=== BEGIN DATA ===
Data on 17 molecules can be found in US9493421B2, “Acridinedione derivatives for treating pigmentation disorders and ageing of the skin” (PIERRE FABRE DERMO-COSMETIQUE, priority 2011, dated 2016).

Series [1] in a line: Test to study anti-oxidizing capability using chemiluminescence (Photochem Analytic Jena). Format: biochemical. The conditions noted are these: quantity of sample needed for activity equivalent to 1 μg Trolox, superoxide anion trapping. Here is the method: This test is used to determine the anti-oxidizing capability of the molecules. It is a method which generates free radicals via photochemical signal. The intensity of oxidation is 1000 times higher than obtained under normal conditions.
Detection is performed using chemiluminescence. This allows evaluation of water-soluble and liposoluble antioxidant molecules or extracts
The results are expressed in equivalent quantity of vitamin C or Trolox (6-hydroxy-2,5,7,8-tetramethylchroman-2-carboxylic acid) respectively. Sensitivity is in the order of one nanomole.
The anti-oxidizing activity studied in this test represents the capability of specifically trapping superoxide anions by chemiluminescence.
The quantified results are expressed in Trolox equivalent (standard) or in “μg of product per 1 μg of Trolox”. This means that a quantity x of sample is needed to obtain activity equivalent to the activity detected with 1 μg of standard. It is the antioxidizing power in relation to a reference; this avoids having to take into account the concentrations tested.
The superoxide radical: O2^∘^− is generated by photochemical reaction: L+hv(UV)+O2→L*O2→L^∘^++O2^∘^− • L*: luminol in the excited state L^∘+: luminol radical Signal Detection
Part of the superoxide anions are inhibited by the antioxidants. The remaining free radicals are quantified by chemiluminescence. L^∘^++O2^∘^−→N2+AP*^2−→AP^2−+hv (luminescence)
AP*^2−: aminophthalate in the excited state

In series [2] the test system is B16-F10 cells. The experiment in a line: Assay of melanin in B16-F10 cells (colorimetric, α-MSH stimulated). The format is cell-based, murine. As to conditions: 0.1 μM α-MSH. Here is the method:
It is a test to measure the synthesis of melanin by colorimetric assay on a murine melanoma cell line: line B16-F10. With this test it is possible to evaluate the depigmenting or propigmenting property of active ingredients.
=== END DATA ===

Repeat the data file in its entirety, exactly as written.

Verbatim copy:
Data on 17 molecules can be found in US9493421B2, “Acridinedione derivatives for treating pigmentation disorders and ageing of the skin” (PIERRE FABRE DERMO-COSMETIQUE, priority 2011, dated 2016).

Series [1] in a line: Test to study anti-oxidizing capability using chemiluminescence (Photochem Analytic Jena). Format: biochemical. The conditions noted are these: quantity of sample needed for activity equivalent to 1 μg Trolox, superoxide anion trapping. Here is the method: This test is used to determine the anti-oxidizing capability of the molecules. It is a method which generates free radicals via photochemical signal. The intensity of oxidation is 1000 times higher than obtained under normal conditions.
Detection is performed using chemiluminescence. This allows evaluation of water-soluble and liposoluble antioxidant molecules or extracts
The results are expressed in equivalent quantity of vitamin C or Trolox (6-hydroxy-2,5,7,8-tetramethylchroman-2-carboxylic acid) respectively. Sensitivity is in the order of one nanomole.
The anti-oxidizing activity studied in this test represents the capability of specifically trapping superoxide anions by chemiluminescence.
The quantified results are expressed in Trolox equivalent (standard) or in “μg of product per 1 μg of Trolox”. This means that a quantity x of sample is needed to obtain activity equivalent to the activity detected with 1 μg of standard. It is the antioxidizing power in relation to a reference; this avoids having to take into account the concentrations tested.
The superoxide radical: O2^∘^− is generated by photochemical reaction: L+hv(UV)+O2→L*O2→L^∘^++O2^∘^− • L*: luminol in the excited state L^∘+: luminol radical Signal Detection
Part of the superoxide anions are inhibited by the antioxidants. The remaining free radicals are quantified by chemiluminescence. L^∘^++O2^∘^−→N2+AP*^2−→AP^2−+hv (luminescence)
AP*^2−: aminophthalate in the excited state

In series [2] the test system is B16-F10 cells. The experiment in a line: Assay of melanin in B16-F10 cells (colorimetric, α-MSH stimulated). The format is cell-based, murine. As to conditions: 0.1 μM α-MSH. Here is the method:
It is a test to measure the synthesis of melanin by colorimetric assay on a murine melanoma cell line: line B16-F10. With this test it is possible to evaluate the depigmenting or propigmenting property of active ingredients.